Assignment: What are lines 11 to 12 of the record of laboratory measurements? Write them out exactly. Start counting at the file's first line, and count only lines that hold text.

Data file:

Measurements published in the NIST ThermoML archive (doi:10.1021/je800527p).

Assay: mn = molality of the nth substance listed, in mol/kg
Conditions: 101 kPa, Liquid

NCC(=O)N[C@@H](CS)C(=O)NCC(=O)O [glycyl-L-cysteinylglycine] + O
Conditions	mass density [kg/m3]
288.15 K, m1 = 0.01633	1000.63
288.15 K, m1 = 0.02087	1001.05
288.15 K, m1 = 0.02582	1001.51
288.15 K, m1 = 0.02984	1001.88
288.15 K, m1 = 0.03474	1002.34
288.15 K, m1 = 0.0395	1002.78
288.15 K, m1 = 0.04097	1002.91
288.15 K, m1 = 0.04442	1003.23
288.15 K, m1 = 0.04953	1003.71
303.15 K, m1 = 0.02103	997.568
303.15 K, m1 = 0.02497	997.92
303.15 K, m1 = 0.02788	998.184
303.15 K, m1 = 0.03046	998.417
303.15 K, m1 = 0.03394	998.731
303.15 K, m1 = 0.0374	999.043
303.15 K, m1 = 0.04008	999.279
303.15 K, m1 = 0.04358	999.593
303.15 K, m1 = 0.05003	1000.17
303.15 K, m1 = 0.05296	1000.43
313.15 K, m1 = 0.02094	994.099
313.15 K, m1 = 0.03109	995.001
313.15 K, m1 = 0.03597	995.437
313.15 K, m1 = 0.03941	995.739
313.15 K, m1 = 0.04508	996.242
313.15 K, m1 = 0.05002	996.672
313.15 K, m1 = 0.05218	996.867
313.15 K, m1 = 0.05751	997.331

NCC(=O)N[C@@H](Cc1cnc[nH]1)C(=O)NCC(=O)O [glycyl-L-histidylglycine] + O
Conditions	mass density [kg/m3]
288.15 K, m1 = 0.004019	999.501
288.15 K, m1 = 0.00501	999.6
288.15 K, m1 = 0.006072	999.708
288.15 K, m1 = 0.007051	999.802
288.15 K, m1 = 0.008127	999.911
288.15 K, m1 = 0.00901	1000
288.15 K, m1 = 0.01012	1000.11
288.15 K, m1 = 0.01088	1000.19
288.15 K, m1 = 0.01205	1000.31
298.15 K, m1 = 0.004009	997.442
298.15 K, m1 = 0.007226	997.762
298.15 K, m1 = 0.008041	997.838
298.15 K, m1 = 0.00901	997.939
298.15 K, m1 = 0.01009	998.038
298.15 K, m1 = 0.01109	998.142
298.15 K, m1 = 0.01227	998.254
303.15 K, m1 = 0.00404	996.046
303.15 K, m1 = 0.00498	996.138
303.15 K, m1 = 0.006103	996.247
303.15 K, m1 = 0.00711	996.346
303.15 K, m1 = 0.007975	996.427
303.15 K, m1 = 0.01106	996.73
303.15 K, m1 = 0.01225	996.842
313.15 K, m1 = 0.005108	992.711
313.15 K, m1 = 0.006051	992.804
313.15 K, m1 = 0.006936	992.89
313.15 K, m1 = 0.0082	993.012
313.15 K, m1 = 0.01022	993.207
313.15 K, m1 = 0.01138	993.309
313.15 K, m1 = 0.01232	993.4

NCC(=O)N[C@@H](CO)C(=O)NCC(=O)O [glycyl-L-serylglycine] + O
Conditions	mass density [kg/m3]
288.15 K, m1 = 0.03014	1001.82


288.15 K, m1 = 0.0395	1002.78
288.15 K, m1 = 0.04097	1002.91